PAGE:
The biggest takeaway from your post for me is the importance of reviewing results continuously. I have always had the “if you can’t measure it, don’t do it” attitude but just being able to measure it isn’t enough – you need to actually do the measuring!

    “If you forget about your new marketing activity, neglect it, or let your spending get out of control (or all three!), there could be disastrous effects for your store” is a good kick in the pants for me.

    • Nicole Kohler
      July 15, 2016 at 12:09 pm #

      Thanks for your comment William, good to know what you took away from this. 🙂

      That comment actually comes from some personal experience in a previous role as an eCommerce manager, I had all three happen to me and there were some tough lessons to learn. I wouldn’t say we had any disasters on our hands (the virtues of working for a large company, there) BUT it cemented in my mind the importance of tracking, staying sharp, measuring, all that. It’s why I’ve become so vigilant on reviewing things, even if I’m not the person to do it.

      And that’s another point: if you’re not data-centric or numbers make your head swim (totally me!), that is ABSOLUTELY FINE. But someone’s got to be looking at the results and giving you feedback that alters your course, then, if not you. Maybe it’s another team member, maybe it’s a coworker, all those things are OK, as long as they happen 🙂

      Thanks for letting me ramble a bit about this, haha!

  9. Fertile Frog
    July 15, 2016 at 12:00 am #

    Moz Local is certainly a key favourite of ours team, for local citations it’s a dream to work with.

    The worst place to spend your $50 would be on a random list of Fiverr gigs. To a newbie this could seem so inviting, however the quality of those type of gigs are mostly shockingly poor. Better concentrating on providing quality content marketing in my opinion.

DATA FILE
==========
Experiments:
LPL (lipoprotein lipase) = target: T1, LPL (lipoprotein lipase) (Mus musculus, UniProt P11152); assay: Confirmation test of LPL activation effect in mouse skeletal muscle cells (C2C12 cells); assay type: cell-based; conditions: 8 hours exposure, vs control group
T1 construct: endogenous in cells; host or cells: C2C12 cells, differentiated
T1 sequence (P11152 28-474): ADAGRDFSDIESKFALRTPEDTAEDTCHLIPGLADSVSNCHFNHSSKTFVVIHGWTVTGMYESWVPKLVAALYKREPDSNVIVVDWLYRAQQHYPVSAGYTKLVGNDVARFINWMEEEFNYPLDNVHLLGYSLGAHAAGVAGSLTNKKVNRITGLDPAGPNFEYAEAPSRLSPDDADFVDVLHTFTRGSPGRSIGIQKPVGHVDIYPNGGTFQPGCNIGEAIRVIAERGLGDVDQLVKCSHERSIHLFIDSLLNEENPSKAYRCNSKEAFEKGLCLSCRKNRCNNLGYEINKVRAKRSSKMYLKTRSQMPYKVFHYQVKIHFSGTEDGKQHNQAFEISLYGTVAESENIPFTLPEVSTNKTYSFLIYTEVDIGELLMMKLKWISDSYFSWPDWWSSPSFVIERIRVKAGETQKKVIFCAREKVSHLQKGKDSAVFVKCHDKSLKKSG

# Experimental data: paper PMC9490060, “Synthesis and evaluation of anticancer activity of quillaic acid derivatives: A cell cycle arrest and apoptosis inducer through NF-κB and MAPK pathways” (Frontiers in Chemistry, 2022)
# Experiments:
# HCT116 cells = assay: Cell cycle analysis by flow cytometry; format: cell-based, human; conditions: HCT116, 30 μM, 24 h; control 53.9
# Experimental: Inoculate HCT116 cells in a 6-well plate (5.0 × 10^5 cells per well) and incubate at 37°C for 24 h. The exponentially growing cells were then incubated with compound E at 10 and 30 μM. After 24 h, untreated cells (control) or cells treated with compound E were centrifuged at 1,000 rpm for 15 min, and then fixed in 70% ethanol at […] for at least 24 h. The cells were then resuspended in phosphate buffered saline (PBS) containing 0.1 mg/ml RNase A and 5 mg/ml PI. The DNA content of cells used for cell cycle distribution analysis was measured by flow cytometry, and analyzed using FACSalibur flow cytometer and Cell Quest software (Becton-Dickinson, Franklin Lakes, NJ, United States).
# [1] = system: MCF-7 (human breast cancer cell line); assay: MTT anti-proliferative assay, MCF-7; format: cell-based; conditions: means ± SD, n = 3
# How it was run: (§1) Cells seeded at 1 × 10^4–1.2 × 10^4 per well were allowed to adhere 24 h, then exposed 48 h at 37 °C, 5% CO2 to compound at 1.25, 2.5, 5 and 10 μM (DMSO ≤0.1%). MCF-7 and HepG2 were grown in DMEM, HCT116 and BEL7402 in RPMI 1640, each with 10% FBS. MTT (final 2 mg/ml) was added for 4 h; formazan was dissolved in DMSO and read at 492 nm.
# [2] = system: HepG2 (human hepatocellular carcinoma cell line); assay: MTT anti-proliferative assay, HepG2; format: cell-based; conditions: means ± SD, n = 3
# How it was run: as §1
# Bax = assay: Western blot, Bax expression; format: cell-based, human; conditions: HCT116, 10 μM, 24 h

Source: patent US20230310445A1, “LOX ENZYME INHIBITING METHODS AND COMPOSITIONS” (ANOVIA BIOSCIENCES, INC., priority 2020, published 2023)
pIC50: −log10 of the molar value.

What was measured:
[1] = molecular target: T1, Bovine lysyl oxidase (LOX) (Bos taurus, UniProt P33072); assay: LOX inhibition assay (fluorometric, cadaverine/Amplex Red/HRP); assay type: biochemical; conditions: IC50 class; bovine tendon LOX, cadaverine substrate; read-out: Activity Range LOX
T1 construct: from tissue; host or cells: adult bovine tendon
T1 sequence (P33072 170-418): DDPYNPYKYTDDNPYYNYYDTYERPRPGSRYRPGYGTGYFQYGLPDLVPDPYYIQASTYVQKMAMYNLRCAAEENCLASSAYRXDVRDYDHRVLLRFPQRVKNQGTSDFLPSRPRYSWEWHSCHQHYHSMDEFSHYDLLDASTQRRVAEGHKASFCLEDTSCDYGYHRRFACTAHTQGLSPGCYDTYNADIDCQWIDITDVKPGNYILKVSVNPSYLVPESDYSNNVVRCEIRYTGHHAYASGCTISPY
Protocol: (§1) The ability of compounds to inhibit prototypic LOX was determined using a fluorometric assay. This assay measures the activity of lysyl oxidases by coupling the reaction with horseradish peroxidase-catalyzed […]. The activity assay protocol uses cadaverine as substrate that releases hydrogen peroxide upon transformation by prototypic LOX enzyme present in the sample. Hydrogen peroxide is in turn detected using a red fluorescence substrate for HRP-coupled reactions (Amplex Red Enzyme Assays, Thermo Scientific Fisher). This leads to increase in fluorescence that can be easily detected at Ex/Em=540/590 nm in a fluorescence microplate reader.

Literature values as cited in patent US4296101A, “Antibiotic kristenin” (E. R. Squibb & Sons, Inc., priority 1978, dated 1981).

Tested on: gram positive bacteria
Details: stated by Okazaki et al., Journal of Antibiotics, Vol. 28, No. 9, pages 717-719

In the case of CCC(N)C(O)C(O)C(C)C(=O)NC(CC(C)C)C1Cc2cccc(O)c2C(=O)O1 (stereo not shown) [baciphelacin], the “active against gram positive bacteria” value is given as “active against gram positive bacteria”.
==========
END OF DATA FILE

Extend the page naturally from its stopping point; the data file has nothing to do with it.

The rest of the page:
• Nicole Kohler
      July 15, 2016 at 11:23 am #

      Good point there 🙂 Sometimes you can find a gem among those gigs but it can be tough.

      Love that quality content made your to-do list, it’s a favorite of mine personally! Perhaps obviously.

  10. Kelli
    July 15, 2016 at 8:33 am #

    Thank you for this article Nicole, as a new business owner starting out, the marketing side of things has been a little daunting! Your article has given me a fresh perspective on where to start 🙂

    • Nicole Kohler
      July 15, 2016 at 11:55 am #

      Kelli, that’s such a good thing to hear! 🙂 I remember how daunting marketing was for me even having the support of other people at my back, I know it’s even tougher as a business owner.

      If you have any thoughts on what else we can do to support you as a WooCommerce customer, or topics you’d like us to write about/help you with, please just let us know.

  11. George Katsoudas
    July 26, 2016 at 2:58 am #

    I agree with your thoughts Nicole some good points above and all very valid. I wanted to add some points happy for your thoughts, what about structuring the sub pages of your site into content areas of your main business areas accompanied with summary pages. Also finally it may also be helpful to evaluate the value of 1 product sale Vs marketing spend. For example, if one product sale is $500 why not spend more than $50 at a time. Anyways good points above.

    Cheers
    George

  12. Mizanur Rahaman Mizan
    July 28, 2016 at 12:34 pm #

    This is a huge gift for someone who is starting any store online and struggling with marketing policy with a limited budget. I like the idea of focusing one thing at a time to get the good result. I have printed out this article and tagged it on my sticky note board. Also bookmarked so that I can check the next step, again and again, to keep me focus. I easily get distracted by Shiny object Syndrome. Last but not least, Thank you, Nicole, for such a motivating article for someone like me.

    • Nicole Kohler
      July 29, 2016 at 2:55 pm #

      That’s awesome Mizanur, good thinking to keep the article close by so you can refer to it. And you’re most welcome, I’m so glad we could help you out with your marketing 🙂

  13. David
    July 28, 2016 at 9:17 pm #

    Marketing can be inexpensive when starting out. My wife ran s Facebook campaign and was very affordable. Best of all, we can watch the traffic appear in real time, on a map on our Google webmaster account.